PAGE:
For more than a year The Memory Guy has been fielding questions about Micron’s QuantX products.
First announced at the 2016 Flash Memory Summit, this brand name has been assigned to Micron SSDs and DIMMs that use the Intel/Micron 3D XPoint Memory. Originally QuantX products were scheduled to ship in 2017, but Micron is currently projecting availability in 2019. My clients wonder why there have been these delays, and why Micron is not more actively marketing this product.
The simple answer is that it doesn’t make financial sense for Micron to ship these products at this time.
Within two weeks of the first announcement of 3D XPoint Memory, at the 2015 Flash Memory Summit, I knew and explained that the technology would take two years or more to reach manufacturing cost parity with DRAM, even though Intel and Micron loudly proclaimed that it was ten times denser than DRAM. This density advantage should eventually allow XPoint manufacturing costs to drop below DRAM costs, but any new technology, and even old technologies that are in low-volume production, suffer a decided scale disadvantage against DRAM, which sells close to ten billion units per year.
If the sales price of a chip is lower than its cost to manufacture the manufacturer loses money.
Intel is losing money on 3D XPoint Memory by selling it at a price that is below its production cost (as I recently pointed out in this post.) Since Micron owns the XPoint manufacturing plant (IMFT) Micron deeply understands this, and has a very solid knowledge of where production costs are today, and where they are likely to be over the next several quarters.
Why is XPoint losing money? This is relatively simple to explain. 3D XPoint Memory won’t fit into the memory/storage hierarchy unless it is sold for a lower price than DRAM. This is something that I regularly explain by using this chart, which shows how the Memory/Storage Hierarchy works.
The short explanation of this diagram is that each level of the hierarchy, from the three cache levels on the upper right to tape on the bottom left fits within the hierarchy as long as it’s cheaper than the next faster level, and faster than the next cheaper level. If it doesn’t fit, then computers will use a cheaper alternative that provides equal or better performance. 3D XPoint Memory can fit between DRAM and SSDs as long as it’s faster than NAND flash (which it is by its very nature) and it costs less than DRAM, which today is an issue.
3D XPoint must sell for a lower price than DRAM or it will not be adopted.
Since XPoint uses a new technology that is not yet in high-volume production it will continue to cost more to produce than DRAM until its production volume approaches that of DRAM. Production costs will drop below DRAM costs as volume increases, but volumes will only increase if it’s priced below DRAM. This is a Chicken-and-Egg problem. Since mid-2015 Objective Analysis has held the position that for the next 2+ years Intel will need to sell XPoint at a loss to cultivate a market. It is now 3½ years later, and this product still seems to be having trouble reaching cost parity with DRAM.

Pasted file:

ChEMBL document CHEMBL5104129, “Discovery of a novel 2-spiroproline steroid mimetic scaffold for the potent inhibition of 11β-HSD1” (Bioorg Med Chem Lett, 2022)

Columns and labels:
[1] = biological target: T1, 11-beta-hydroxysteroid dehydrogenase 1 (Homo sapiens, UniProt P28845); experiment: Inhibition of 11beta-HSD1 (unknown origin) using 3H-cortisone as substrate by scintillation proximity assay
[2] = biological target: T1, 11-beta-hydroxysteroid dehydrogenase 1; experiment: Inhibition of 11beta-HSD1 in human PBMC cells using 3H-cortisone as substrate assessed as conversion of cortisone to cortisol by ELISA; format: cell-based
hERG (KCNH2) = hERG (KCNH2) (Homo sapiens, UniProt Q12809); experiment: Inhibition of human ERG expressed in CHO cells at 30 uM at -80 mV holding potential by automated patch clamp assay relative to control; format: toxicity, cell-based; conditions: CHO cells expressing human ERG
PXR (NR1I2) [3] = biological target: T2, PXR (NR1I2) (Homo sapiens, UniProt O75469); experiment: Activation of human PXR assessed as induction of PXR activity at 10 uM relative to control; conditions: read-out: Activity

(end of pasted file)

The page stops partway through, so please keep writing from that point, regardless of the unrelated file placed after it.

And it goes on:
So it costs more to produce than the price it must sell for in the market. Anyone who sells it will lose money.
Why, then, is Intel producing a money-losing product? 3D XPoint is a necessary part of Intel’s platform strategy. Without the support of Optane DIMMs Intel’s most costly new Xeon server CPUs won’t perform any better than the company’s cheaper/older CPUs – systems without Optane will bog down the processor’s performance
Intel has been addressing the issue of platform performance since the early 1990s. A part of this has been the company’s orchestration of DRAM interface migration: FPM, EDO, SDRAM, DDR, DDR2, DDR3, & DDR4. The company discovered that poorly designed 486-based systems could impede their high-end CPU sales, so they have worked tirelessly ever since then to assure that the platform does nothing to slow the performance of Intel’s highest-performance processors.
Still, how does it make sense for Intel to lose money on Optane Memory? Here’s how I usually explain it:
Intel may lose $10/system for the Optane it sells, but that will enable it to sell a $50 more expensive CPU (these are completely fictitious numbers). While this is good business, it means that only Intel can make money by selling 3D XPoint at a loss. Micron will need to wait until XPoint’s cost drops below DRAM costs to make money selling Quantx.
As a result, readers shouldn’t expect to see Micron promote QuantX until 3D XPoint’s cost falls below that of DRAM. And with a DRAM price collapse already started, this could be a very long time.
There’s no wonder that Micron has been so quiet about QuantX. Its manufacturing cost isn’t yet low enough to make sense.
It also makes sense that Samsung’s response to Optane is to make a fast NAND flash – Z-NAND. The company can do this by customizing the circuitry inside of standard NAND flash chips, and these changes don’t require any new technology. Z-NAND will be built using Samsung’s existing NAND process but with a different chip layout (i.e. lots of planes & sense amplifiers). They are betting that they don’t need to debug a new memory technology to participate in the new memory layer.
Other companies hope to compete against 3D XPoint with various alternative technologies (i.e. ReRAM, MRAM, etc.) Any company that embarks on this path will need to simply eat the loss for 2+ years without any hope of ever recovering it. It’s hard to imagine that anyone will really do this.
A more detailed understanding of 3D XPoint Memory can be gained by reading the report: A Close Look at the Micron/Intel 3D XPoint Memory, which can be purchased for immediate download on the Objective Analysis website.